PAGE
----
Rhythm of life on Tonle Sap
A family at Chong Kneas village on Tonle Sap Lake. Picture: Rob Dunlop

It's one of Cambodia's natural wonders, Tonle Sap Lake. And it's where you'll see the direct effects of Asia's mighty Mekong River, when forests are flooded and floating villages have to anchor elsewhere.

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The village of Chong Kneas, population 5000, truly has no fixed address. Well, for six months of the year anyway.

During the rainy season, June to October, the 4350km Mekong River, which flows from Tibet to Vietnam, swells just near Phnom Penh. The rush of water is so strong that it reverses the flow of the connected Tonle Sap River upstream for 100km until it spills into Tonle Sap Lake.

The lake expands from its dry season size of 2500 square kilometres to about 10,000 square kilometres, rising from about 2m to 10m.

The floating village cluster then spreads out, moving inland afloat the seasonal waters, where the tops of forest trees begin to look like water shrubs.

When the dry season begins around November and the waters recede, the village regroups and moves back to the edge of the lake. All part of the rhythm of life for the villagers of Chong Kneas.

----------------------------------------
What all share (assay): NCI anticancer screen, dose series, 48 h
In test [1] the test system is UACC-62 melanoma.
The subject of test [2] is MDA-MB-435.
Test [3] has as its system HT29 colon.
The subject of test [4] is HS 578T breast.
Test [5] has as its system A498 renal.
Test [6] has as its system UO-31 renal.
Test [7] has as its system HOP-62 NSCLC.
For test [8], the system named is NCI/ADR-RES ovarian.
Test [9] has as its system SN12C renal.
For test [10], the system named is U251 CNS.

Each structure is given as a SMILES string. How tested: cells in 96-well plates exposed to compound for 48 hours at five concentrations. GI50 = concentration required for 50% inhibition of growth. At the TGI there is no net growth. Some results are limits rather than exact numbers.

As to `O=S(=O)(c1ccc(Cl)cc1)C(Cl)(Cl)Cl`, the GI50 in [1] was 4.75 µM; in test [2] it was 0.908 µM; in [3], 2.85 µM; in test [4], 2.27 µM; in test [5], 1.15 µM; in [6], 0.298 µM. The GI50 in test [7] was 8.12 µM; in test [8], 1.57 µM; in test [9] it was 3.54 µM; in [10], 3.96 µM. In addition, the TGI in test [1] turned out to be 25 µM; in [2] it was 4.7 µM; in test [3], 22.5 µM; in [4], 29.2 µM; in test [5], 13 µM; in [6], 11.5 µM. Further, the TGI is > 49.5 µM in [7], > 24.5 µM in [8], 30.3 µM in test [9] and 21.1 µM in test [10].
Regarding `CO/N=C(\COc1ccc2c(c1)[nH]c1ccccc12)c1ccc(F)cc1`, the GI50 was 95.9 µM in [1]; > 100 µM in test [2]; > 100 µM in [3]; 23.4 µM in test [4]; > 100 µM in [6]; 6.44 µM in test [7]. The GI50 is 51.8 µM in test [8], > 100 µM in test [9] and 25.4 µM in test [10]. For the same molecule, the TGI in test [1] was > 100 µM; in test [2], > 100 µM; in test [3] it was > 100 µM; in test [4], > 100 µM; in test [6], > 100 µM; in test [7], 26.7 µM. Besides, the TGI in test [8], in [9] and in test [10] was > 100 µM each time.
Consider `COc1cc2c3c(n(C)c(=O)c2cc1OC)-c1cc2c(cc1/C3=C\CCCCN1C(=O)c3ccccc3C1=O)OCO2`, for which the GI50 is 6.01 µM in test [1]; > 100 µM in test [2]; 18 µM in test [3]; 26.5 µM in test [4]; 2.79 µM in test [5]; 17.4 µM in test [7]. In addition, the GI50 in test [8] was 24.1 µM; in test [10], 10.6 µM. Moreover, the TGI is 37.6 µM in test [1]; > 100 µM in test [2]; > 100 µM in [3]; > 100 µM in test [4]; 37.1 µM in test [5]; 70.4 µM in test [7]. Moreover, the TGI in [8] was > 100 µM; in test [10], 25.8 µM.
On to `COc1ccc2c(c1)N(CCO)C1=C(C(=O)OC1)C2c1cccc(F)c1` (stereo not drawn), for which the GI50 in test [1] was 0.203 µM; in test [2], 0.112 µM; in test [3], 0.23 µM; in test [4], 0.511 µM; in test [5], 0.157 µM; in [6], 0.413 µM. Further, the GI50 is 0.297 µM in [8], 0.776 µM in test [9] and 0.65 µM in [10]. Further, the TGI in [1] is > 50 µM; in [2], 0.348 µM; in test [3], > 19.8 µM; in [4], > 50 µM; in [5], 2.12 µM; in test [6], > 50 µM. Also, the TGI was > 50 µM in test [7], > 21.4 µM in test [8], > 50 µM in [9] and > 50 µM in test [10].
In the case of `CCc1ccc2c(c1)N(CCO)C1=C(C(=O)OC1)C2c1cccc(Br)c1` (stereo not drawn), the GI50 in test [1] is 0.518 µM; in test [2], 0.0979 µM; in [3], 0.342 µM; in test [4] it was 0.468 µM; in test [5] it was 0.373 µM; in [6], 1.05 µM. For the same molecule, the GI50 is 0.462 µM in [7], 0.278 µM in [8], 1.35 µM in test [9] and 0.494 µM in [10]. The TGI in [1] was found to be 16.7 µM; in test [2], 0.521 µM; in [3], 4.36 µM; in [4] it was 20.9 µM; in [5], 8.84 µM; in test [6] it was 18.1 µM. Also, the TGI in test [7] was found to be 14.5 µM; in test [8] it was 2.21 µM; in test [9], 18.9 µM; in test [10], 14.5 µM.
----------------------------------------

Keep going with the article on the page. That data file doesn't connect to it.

To celebrate this reversal of flow back towards the Mekong River, locals take to the water in decorated boats and party for the Water Festival.

A fascinating cruise around the village reveals floating shops, markets, churches, schools, nurseries, fisheries, a visitor centre and a crocodile farm.

Merchants, whose small colourful boats are loaded up with goods to sell, weave around the village "streets". One boat is loaded up with hats, sweets and petrol.

Young children in boats approach tourist boats for photo opportunities. Wrapped by a snake, they pose for cameras then put out their hands. One of the boats is oared by another child, except he's missing one arm. Not all tourists dig into their pockets.

Tonle Sap Lake is remarkable in other ways too. It's South-East Asia's largest lake and one of Asia's largest freshwater fisheries, providing 75 per cent of Cambodia's total fish catch.

The lake's status as a UNESCO Biosphere Reserve aims to help sustain the fishing activities, which needs to feed about three million people.

There's little doubt why Cambodia's natural wonder is also called the Great Lake.


FACT FILE

• A visit to the Tonle Sap Lake is about 20 minutes by road from Siem Reap, making it a great side-trip from the temple capital. Boat tours are easy to book and cost about $10 for a two-hour trip.

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